‘Orwell observes that “at that time [the 1920s] there was, among the young, a curious hatred of ‘old men’…every accepted institution, from Scott’s novels to the House of Lords, was derided because ‘old men’ were in favour of it”.’ (Jane Stevenson, Edward Burra: Twentieth-Century Eye, p.58). That attitude to Scott etc took until the 1960s to get into exam syllabuses (in the 1950s Scott’s Old Mortality was still an O level text), but it seems to have dominated the ideas of intellectuals, and students, ever since the '20s.
Rarely since I was an undergraduate did I, till recently, read anything pre-1800, except some drama and poetry. Recently I found myself having to teach an existing course called ‘Analysing Written Discourse’. Since ‘discourse analysis’ in linguistics—the intended content--seemed (and seems) thin fare, not least because it largely confines itself to dreary media and political writing of no lasting interest, I thought I'd include literary prose, which got me reading about its history and then going back and reading Bacon, Addison and Steele, Gibbon, Burke, Paine, Macaulay and Lamb. (Hazlitt I had already discovered, no thanks to my education.) I was surprised at the pleasure I got from the feel and texture and flow and flare of this stuff, and realised what people—including our abler school students—were missing in not reading such older texts. Unlike, say, Shakespeare, they don’t present great difficulties to the reader, except sometimes in syntactical complexity.
If I never for many years went to prose literature of the 18th century and earlier, in literary criticism I read nothing before 1920. So I missed an actual 1920s old man (then in his seventies and eighties) who earlier had been a most important writer on literature, George Saintsbury: 1845-1933, professor of rhetoric and English literature at the University of Edinburgh, author of innumerable books on English and French literature, a man who had read everything and no fool. A few years ago I bought his Short (818 pages!) History of English Literature in a second-hand bookshop and ever since have been in the habit, whenever I want to know about some English author or period before 1900, of looking there first and often finding perceptive criticism as well as the facts. For my course on analysing literary prose he was invaluable, in a way that I don’t know any subsequent critic would have been. Since then I've had other books of his from the library, one of the pleasures being the volumes’ history:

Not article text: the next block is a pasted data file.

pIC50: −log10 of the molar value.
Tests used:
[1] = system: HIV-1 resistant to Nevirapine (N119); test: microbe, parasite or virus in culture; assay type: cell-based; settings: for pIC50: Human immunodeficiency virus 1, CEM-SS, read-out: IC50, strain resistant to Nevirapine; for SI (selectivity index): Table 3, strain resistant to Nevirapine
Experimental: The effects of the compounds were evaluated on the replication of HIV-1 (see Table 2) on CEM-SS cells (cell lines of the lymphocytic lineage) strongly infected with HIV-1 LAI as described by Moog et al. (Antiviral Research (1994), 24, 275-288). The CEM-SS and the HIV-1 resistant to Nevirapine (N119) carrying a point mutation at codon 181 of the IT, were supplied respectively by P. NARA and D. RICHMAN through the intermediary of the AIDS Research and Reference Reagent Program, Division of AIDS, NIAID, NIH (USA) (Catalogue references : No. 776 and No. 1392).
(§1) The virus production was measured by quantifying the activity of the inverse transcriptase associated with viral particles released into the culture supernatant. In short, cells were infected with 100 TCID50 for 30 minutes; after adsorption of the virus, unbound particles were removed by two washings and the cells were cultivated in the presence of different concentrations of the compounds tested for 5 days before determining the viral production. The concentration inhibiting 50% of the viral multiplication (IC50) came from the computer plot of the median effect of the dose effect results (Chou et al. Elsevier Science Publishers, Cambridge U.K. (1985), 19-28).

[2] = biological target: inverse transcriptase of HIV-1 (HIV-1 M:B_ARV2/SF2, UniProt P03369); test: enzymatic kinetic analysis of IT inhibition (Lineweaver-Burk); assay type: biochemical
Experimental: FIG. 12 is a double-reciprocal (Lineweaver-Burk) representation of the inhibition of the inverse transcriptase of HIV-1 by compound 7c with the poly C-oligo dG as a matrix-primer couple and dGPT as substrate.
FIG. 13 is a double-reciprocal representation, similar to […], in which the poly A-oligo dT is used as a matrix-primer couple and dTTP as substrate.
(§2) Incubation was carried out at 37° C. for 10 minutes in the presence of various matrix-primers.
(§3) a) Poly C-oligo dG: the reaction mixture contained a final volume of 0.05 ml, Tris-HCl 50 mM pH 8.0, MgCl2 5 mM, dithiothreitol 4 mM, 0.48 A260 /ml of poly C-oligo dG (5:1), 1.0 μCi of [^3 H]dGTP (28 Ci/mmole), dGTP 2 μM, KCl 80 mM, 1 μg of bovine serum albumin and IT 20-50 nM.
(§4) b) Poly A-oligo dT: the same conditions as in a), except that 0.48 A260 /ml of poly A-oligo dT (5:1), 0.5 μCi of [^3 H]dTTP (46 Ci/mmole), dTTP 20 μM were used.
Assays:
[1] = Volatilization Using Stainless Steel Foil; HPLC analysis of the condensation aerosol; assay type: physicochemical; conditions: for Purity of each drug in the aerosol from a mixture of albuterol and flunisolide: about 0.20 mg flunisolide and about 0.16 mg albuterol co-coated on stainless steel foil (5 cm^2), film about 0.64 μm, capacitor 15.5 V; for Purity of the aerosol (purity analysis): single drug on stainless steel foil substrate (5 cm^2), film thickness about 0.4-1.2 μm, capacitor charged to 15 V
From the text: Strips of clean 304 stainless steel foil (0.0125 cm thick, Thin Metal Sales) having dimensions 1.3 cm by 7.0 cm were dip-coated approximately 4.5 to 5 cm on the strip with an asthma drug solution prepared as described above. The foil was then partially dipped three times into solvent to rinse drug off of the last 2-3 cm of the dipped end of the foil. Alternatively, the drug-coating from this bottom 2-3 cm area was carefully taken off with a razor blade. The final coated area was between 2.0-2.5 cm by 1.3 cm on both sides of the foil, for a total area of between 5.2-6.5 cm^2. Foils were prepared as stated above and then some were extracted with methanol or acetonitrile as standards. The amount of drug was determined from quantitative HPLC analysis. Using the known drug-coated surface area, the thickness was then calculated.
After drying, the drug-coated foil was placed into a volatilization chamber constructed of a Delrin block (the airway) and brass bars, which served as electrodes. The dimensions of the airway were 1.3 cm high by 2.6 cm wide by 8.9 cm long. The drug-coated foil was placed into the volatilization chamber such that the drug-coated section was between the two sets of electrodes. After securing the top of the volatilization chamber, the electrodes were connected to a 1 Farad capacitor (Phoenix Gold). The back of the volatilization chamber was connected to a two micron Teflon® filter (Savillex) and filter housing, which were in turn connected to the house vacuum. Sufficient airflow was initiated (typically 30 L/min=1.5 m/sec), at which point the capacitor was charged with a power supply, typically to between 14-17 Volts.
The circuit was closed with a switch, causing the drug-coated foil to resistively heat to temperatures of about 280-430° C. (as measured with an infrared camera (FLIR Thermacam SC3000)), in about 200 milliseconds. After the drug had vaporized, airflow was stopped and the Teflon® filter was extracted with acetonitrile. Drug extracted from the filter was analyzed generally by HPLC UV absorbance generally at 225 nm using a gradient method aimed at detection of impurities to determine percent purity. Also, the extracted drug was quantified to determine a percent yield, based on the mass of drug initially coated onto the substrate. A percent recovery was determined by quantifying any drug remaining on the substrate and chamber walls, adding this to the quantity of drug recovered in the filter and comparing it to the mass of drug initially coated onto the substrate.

That's another Saintsbury book. Sir Sidney Lee, it must be said, did not deface his books with marginalia.
For all that Saintsbury was a Victorian when he wrote his Short History (1898), I have no difficulty in accepting many of his views and observations. I think he’s a good guide, and English teachers would find him a more useful source of insight into the older literature they teach than recent guides which focus on authors’ ideologies and class, race and gender positionings. Saintsbury is interested above all in the quality of the writing in a work, its style, the effects it achieves and what is to be had by reading it. And his own writing, if not always elegant, is often sharp.
Going to Saintsbury is a way of escaping from the academic pedantry of recent times-- as A.C. Grayling, writing about Hazlitt, explains. Saintsbury, he says, was able to appreciate Hazlitt because he (and A.C. Bradley)
"wrote before the twentieth-century turn to academic criticism… which, in making and continually widening the gulf between ‘the world of journalism, where new literature is fostered or starved, and the world of scholarship, where old literature is interpreted and canonized,’ is not concerned with taste, but with technique; not with the common readers’ or viewers’ response to books read or plays or paintings seen, and their connection with life as lived, but with specialist academic interest in methods and classifications, schools and ‘-isms’, unconscious influences, supposed hidden meanings, patriarchal oppressions, deconstruction of texts, and multiple readings. For Hazlitt this latter enterprise would have seemed futile pedantry. Literature, theatre, art and philosophy were in his view matters of direct concern to the experience of life; they made a practical difference; therefore they were to be encountered, and evaluated, and responded to, not only with discrimination and thought, but with feeling. They were to be tested on the pulses, and everything they taught of character and the human condition made a difference to the perceiver’s heart and mind." (Grayling, 2000, The quarrel of the age: the life and times of William Hazlitt, 250)